UK-based influencers with a very low proportion of their audience based in the UK, unexplained leaps in follower counts and unusually low engagement rates were identified as likely to have artificially expanded their follower count – the study says 12% of the accounts did so in the period.
The study also shows that 34% of branded posts by these influencers are for fashion and style brands, followed by 23% for beauty brands and 16% for food and drink.
It also tracks the sectors with the biggest growth in branded posts over the period:
- Fitness: 7.6%
- Travel: 4.4%
- Parenting 3.5%
- Beauty 2.9%
- Food & drink 1.7%
- Fashion & style 1.4%
- Home & garden 1.3%
- Health 0.4%
The automotive sector sees the biggest drop – 4%.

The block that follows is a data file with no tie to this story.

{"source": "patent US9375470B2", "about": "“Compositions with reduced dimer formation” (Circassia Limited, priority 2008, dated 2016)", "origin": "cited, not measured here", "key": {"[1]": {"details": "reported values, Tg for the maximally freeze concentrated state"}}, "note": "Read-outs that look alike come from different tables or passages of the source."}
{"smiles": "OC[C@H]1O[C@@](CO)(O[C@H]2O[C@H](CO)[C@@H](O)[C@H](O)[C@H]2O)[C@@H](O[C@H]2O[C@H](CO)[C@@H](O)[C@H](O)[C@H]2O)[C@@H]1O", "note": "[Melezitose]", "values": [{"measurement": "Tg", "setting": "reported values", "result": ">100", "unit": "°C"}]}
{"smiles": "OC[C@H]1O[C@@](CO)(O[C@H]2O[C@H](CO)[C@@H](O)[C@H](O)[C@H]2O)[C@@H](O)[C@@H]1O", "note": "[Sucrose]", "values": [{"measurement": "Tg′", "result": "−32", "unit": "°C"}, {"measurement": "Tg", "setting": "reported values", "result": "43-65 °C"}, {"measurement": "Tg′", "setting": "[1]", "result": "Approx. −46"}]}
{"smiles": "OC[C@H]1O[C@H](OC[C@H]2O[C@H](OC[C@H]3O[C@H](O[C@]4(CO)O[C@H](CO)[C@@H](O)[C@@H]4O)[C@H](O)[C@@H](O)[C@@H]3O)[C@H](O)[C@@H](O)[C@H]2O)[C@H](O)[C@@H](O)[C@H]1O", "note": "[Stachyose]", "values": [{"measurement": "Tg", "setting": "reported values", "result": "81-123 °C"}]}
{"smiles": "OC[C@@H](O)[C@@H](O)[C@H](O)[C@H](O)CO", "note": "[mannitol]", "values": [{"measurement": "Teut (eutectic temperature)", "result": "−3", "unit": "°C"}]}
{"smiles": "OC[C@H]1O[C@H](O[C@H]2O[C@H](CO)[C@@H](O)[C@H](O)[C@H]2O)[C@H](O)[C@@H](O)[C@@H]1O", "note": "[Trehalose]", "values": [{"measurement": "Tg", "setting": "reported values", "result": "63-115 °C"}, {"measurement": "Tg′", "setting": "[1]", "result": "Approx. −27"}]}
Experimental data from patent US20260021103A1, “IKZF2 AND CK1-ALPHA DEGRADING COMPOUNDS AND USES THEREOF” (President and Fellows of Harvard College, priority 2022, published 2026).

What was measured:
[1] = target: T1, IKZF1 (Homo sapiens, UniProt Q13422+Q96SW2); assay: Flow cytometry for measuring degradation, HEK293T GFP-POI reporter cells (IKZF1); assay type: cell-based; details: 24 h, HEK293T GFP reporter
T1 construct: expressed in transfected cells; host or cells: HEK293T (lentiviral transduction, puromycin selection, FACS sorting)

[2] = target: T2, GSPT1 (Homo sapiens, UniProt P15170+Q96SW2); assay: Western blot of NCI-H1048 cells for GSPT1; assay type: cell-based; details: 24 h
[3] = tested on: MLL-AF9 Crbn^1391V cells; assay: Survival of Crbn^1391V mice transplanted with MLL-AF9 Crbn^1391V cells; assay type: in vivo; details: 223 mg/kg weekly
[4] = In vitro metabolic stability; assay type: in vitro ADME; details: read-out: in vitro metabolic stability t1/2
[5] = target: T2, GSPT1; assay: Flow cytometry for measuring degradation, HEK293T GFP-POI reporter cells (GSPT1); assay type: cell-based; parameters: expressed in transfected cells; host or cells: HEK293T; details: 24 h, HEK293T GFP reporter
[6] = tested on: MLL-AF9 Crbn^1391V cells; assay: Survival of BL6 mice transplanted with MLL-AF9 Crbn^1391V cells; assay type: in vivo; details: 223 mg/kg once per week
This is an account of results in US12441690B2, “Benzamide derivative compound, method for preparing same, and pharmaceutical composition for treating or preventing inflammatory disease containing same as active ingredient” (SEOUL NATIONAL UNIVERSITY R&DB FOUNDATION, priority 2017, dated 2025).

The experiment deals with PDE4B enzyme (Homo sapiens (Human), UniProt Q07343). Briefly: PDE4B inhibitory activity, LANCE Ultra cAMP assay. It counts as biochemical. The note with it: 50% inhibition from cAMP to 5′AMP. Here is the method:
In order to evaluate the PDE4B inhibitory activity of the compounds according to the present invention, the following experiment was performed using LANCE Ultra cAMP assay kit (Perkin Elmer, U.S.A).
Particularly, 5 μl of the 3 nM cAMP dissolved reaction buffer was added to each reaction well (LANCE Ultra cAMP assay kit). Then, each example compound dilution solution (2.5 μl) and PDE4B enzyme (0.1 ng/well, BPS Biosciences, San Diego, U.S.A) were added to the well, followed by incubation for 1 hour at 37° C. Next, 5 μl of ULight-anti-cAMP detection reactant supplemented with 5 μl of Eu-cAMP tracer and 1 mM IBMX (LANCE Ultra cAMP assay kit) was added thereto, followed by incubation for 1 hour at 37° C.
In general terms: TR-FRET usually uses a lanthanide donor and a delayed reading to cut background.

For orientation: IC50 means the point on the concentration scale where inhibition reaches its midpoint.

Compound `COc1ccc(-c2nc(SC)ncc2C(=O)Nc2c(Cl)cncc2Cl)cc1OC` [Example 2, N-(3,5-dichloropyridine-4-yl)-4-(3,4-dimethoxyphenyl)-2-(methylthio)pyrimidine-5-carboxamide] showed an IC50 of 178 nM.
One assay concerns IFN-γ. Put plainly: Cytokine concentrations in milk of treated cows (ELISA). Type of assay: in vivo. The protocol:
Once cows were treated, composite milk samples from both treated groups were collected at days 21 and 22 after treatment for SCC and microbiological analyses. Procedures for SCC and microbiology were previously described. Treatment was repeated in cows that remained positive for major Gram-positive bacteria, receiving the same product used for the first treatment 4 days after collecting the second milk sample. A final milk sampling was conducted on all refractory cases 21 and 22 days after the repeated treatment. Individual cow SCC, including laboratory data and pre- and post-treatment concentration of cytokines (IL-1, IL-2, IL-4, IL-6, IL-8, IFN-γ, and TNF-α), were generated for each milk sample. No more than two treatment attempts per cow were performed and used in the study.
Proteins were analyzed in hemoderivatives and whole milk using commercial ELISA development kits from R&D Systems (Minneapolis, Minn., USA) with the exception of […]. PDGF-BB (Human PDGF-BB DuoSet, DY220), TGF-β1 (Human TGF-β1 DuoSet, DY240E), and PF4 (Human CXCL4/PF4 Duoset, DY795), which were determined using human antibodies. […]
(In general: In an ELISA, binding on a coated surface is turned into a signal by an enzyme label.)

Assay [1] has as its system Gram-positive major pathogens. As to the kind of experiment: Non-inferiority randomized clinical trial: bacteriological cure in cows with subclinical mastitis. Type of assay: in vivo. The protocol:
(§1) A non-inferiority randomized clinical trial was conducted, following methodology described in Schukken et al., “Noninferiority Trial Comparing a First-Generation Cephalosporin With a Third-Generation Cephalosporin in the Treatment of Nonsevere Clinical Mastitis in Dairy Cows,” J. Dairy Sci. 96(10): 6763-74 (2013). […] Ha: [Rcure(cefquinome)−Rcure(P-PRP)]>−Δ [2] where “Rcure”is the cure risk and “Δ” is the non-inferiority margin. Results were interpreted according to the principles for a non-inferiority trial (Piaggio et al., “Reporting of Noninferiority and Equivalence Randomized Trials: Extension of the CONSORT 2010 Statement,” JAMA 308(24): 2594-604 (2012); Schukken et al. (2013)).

The study also shows that engagement rates are on average 11% lower on sponsored posts versus organic posts – a figure rising to 27% in beauty. Parenting is the only sector where this engagement drop-off is not present.
Finally, it finds that influencers with fewer than 100,000 followers achieve on average 60% higher engagement than those with six-figure fandoms.
CampaignDeus chief executive Muhsen Syed said: “To optimise their influencer marketing spend, brands need to stop fruitlessly searching for a magic return on investment number, which doesn’t accurately exist.
“The focus should be on building a systems-based approach to influencer marketing measurement, which places benchmarking at its core, so brands can easily compare their performance against their competitors and the broader market.”
A version of this article was first published by PRWeek